June 29, 2018
Famous for increasing student retention, wellbeing, and academic success, the concept of sense of belonging continues to be a hot topic in student affairs. Student affairs professionals dedicate many resources to building programs that increase sense of belonging for students. Belongingness, the feeling of connectedness and the experience of mattering, is not limited to the students we serve. Student affairs professionals continuously need to satisfy their own sense of belonging as circumstances change. This post will introduce you to a new student leadership program that promotes sense of belonging and illustrate my own journey for belonging in the profession.
In my role at Wake Forest University, I launched the Engagement Consultant Program, a student leadership initiative led by Engagement Consultants, experienced undergraduates dedicated to helping other students map their co-curricular journey. A primary goal of the program is to increase student sense of belonging through meaningful campus involvement. The goals of the program often resonate with Engagement Consultants, who reflect on how student engagement transformed their own college experiences. Student leaders channel their experiences, leverage their involvement capital, and compile valuable resources to support student participants on their quest for belongingness.
Engagement Consultants assist students in identifying opportunities that connect to their personal values identities, and interests. Engagement Consultants help students “find their place” by using the Interest Matcher, an involvement inventory that explores students’ interests as well as academic and co-curricular goals. Engagement Consultants generate a comprehensive involvement report for students inclusive of relevant student organizations, upcoming events, leadership initiatives, identity-based or interest-based communities, and other co-curricular opportunities. Students and Engagement Consultants review the report together and develop a personalized involvement plan tailored to the student’s personal and professional interests.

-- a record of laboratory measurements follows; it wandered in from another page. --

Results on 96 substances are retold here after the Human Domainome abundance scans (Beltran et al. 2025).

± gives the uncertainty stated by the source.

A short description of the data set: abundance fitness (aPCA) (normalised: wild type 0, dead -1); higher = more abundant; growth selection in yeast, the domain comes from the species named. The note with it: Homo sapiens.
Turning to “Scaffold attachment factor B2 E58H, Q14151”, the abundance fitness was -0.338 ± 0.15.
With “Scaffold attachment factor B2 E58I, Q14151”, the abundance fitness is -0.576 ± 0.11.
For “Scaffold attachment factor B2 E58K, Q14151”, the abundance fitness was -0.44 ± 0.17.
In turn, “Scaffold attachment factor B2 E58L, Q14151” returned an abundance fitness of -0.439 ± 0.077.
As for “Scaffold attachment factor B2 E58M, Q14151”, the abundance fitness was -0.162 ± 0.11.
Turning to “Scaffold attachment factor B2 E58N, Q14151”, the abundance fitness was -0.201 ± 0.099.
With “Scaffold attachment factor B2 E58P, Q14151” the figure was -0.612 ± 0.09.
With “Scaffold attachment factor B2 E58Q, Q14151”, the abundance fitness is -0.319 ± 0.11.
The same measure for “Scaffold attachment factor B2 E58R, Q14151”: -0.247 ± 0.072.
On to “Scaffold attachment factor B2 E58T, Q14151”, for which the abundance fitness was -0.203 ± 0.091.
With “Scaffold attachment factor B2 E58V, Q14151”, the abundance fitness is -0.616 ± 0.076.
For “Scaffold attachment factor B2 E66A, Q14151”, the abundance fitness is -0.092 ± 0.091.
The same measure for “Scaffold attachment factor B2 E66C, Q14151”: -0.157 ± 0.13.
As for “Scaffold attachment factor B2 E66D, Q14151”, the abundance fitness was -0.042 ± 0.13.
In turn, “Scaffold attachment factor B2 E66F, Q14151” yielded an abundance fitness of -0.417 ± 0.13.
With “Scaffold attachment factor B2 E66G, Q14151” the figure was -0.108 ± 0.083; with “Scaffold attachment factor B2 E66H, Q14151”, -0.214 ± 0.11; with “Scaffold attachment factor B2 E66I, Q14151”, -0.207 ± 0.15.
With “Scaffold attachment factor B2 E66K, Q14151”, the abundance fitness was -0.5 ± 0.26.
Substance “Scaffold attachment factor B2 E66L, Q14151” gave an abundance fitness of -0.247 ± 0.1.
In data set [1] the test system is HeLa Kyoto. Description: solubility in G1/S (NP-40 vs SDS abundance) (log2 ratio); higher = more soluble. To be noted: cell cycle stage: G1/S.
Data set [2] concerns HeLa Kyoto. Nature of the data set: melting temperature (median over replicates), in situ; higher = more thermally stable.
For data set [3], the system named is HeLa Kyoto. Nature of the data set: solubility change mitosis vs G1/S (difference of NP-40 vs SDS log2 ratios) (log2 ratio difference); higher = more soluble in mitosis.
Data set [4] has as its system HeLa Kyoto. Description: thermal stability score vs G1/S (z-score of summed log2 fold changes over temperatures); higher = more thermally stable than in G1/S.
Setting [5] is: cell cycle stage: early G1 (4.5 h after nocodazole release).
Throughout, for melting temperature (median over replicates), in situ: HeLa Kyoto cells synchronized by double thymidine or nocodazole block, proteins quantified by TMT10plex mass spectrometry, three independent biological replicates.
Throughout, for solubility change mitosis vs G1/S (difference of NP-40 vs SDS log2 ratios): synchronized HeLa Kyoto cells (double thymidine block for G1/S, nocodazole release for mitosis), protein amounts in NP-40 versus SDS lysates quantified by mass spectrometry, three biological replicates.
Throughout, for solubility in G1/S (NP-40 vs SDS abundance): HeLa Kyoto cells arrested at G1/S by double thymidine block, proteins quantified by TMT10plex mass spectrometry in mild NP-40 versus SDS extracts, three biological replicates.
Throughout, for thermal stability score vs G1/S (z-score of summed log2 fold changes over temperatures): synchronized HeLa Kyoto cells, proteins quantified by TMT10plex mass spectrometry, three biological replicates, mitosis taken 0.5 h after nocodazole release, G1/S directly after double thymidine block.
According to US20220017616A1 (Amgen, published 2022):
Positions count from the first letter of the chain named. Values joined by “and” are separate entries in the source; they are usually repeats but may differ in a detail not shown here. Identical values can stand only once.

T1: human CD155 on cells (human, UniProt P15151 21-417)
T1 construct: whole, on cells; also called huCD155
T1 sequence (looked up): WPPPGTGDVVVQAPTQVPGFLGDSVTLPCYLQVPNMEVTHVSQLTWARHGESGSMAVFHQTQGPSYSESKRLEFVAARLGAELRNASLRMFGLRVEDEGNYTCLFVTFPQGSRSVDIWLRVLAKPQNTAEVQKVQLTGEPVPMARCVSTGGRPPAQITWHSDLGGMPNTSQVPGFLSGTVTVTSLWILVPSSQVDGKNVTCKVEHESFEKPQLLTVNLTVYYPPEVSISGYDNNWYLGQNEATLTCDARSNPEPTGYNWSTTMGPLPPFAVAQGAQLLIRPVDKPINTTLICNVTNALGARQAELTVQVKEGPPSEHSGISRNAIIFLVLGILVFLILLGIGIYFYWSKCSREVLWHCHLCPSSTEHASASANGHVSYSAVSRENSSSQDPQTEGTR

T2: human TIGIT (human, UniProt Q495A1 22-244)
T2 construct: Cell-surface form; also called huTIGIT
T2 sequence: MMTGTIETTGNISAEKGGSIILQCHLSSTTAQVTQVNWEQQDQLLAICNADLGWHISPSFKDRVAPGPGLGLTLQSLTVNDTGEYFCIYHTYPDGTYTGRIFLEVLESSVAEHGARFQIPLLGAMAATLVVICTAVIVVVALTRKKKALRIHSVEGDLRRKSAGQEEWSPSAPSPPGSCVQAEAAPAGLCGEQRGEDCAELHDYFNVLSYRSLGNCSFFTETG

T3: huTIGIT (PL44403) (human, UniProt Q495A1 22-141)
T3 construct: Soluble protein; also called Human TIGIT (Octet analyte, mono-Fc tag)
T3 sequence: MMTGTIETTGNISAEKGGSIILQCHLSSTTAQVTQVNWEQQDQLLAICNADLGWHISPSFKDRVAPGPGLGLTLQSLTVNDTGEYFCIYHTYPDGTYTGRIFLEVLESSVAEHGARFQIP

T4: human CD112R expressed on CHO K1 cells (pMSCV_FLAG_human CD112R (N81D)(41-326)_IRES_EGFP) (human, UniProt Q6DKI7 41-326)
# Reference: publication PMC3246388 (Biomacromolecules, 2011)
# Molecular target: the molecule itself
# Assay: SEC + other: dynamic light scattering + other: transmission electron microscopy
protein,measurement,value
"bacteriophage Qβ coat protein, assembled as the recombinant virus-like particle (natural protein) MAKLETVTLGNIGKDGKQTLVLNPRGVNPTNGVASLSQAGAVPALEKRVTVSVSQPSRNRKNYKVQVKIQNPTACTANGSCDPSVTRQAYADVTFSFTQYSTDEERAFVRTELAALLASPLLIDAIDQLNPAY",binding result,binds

During the 2017-2018 academic year, over 60 students received direct services from the Engagement Consultant program. Nearly 97% of participants were first-year students seeking meaningful involvement opportunities during their transition to college. Students created action plans with their Engagement Consultants and many maintained mentoring relationships throughout the year. Some actions included joining a student organization, browsing the Campus Labs Engage platform, trying out for a club sport, and attending a late-night event. Student participants reported an increase in sense of belonging through involvement in fraternity and sorority life, student organization membership, undergraduate research, and identity-based student centers on campus.
As first-year students transition to campus, initiatives like the Engagement Consultant Program help them fulfill a greater sense of belonging. But anyone in transition, including student affairs professionals, may need additional support and mentorship in the process. Whether someone is new to the profession, new to a role, or new to the NASPA community, they will need to feel valued and appreciated to thrive. Like students, student affairs professionals can increase sense of belonging by getting involved in professional associations and communities that align with their values, interests, and career goals.
As a graduate student, I was eager to join NASPA so I could engage with professionals in the field and grow my knowledge and competencies. While attending my first national NASPA conference in 2015, I was grateful for the professional development opportunities but feared I would struggle to find authentic, meaningful connections with over 9,000 flooding from one session to the next. Even though I self-identify as an extrovert and a “woo,” I knew I would need to be more intentional about getting involved in NASPA. I sought advice from mentors in the field and they recommended joining one of NASPA’s knowledge communities.
Shortly after graduating with my Masters in Educational Leadership at Bloomsburg University, I discovered my “home” within NASPA by joining the Student Leadership Knowledge Community. To this day I feel strongly connected to this community of people with shared values, interests, and experiences. In 2017, I joined the SLPKC Leadership Team to serve as one of the Conference Special Events Coordinators. I developed authentic relationships with colleagues across the nation who shared best practices for leadership programs. While planning events for the SLPKC that connect other professionals to our team and resources, my connection to the SLPKC has grown stronger.
Once individuals feel valued and appreciated in a community, they can better serve their community. Now that I found my place within the SLPKC,I am committed to assisting student affairs professionals in finding their niche in NASPA. I will continue to refine student leadership programs like the Engagement Consultant Program to increase students’ sense of belonging. In turn, I hope students will lead happier, more successful lives with a greater capacity to positively impact their community.
Opinions expressed in this blog are those of the author(s) and do not necessarily reflect the opinions of NASPA. If you agree or disagree with the content of this post, we encourage you to dialogue in the comment section below. NASPA reserves the right to remove any blog that is inaccurate or offensive.